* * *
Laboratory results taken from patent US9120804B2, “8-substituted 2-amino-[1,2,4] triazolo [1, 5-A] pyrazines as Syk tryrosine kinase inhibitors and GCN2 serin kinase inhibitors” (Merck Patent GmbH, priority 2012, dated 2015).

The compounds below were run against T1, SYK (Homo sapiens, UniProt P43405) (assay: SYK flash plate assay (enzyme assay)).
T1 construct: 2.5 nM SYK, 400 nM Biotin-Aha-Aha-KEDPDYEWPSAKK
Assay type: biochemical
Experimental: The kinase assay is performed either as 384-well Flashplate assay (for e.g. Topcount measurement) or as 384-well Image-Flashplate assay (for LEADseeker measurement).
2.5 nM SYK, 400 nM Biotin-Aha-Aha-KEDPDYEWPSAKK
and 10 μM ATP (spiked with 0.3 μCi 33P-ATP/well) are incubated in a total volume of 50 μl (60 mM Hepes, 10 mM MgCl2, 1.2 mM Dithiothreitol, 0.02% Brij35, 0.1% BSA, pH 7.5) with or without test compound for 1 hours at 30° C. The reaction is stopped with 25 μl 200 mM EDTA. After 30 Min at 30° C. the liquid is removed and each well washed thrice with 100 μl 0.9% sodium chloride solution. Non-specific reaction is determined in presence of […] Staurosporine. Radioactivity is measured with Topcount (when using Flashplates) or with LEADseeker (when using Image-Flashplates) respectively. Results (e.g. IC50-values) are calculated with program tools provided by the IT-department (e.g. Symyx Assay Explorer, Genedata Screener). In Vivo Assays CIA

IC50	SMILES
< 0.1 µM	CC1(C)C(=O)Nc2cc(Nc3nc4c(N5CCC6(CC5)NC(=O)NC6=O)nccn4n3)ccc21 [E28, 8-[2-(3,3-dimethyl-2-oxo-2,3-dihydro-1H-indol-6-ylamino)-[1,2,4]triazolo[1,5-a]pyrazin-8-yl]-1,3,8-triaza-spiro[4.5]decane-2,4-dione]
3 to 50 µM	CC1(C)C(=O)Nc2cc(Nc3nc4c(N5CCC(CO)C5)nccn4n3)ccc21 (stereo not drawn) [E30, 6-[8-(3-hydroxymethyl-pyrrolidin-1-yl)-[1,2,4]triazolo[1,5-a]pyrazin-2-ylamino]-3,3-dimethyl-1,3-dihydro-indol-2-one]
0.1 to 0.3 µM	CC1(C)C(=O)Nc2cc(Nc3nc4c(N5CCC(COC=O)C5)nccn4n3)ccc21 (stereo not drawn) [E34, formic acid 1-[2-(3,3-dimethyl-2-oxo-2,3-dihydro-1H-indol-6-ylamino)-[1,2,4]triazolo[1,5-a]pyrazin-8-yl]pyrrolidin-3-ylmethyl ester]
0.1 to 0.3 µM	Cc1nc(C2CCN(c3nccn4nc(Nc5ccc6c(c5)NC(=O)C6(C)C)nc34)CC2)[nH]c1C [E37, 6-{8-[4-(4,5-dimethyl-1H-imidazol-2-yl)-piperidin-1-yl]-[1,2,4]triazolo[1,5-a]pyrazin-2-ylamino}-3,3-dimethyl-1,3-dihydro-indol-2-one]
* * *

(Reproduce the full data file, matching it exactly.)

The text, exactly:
Laboratory results taken from patent US9120804B2, “8-substituted 2-amino-[1,2,4] triazolo [1, 5-A] pyrazines as Syk tryrosine kinase inhibitors and GCN2 serin kinase inhibitors” (Merck Patent GmbH, priority 2012, dated 2015).

The compounds below were run against T1, SYK (Homo sapiens, UniProt P43405) (assay: SYK flash plate assay (enzyme assay)).
T1 construct: 2.5 nM SYK, 400 nM Biotin-Aha-Aha-KEDPDYEWPSAKK
Assay type: biochemical
Experimental: The kinase assay is performed either as 384-well Flashplate assay (for e.g. Topcount measurement) or as 384-well Image-Flashplate assay (for LEADseeker measurement).
2.5 nM SYK, 400 nM Biotin-Aha-Aha-KEDPDYEWPSAKK
and 10 μM ATP (spiked with 0.3 μCi 33P-ATP/well) are incubated in a total volume of 50 μl (60 mM Hepes, 10 mM MgCl2, 1.2 mM Dithiothreitol, 0.02% Brij35, 0.1% BSA, pH 7.5) with or without test compound for 1 hours at 30° C. The reaction is stopped with 25 μl 200 mM EDTA. After 30 Min at 30° C. the liquid is removed and each well washed thrice with 100 μl 0.9% sodium chloride solution. Non-specific reaction is determined in presence of […] Staurosporine. Radioactivity is measured with Topcount (when using Flashplates) or with LEADseeker (when using Image-Flashplates) respectively. Results (e.g. IC50-values) are calculated with program tools provided by the IT-department (e.g. Symyx Assay Explorer, Genedata Screener). In Vivo Assays CIA

IC50	SMILES
< 0.1 µM	CC1(C)C(=O)Nc2cc(Nc3nc4c(N5CCC6(CC5)NC(=O)NC6=O)nccn4n3)ccc21 [E28, 8-[2-(3,3-dimethyl-2-oxo-2,3-dihydro-1H-indol-6-ylamino)-[1,2,4]triazolo[1,5-a]pyrazin-8-yl]-1,3,8-triaza-spiro[4.5]decane-2,4-dione]
3 to 50 µM	CC1(C)C(=O)Nc2cc(Nc3nc4c(N5CCC(CO)C5)nccn4n3)ccc21 (stereo not drawn) [E30, 6-[8-(3-hydroxymethyl-pyrrolidin-1-yl)-[1,2,4]triazolo[1,5-a]pyrazin-2-ylamino]-3,3-dimethyl-1,3-dihydro-indol-2-one]
0.1 to 0.3 µM	CC1(C)C(=O)Nc2cc(Nc3nc4c(N5CCC(COC=O)C5)nccn4n3)ccc21 (stereo not drawn) [E34, formic acid 1-[2-(3,3-dimethyl-2-oxo-2,3-dihydro-1H-indol-6-ylamino)-[1,2,4]triazolo[1,5-a]pyrazin-8-yl]pyrrolidin-3-ylmethyl ester]
0.1 to 0.3 µM	Cc1nc(C2CCN(c3nccn4nc(Nc5ccc6c(c5)NC(=O)C6(C)C)nc34)CC2)[nH]c1C [E37, 6-{8-[4-(4,5-dimethyl-1H-imidazol-2-yl)-piperidin-1-yl]-[1,2,4]triazolo[1,5-a]pyrazin-2-ylamino}-3,3-dimethyl-1,3-dihydro-indol-2-one]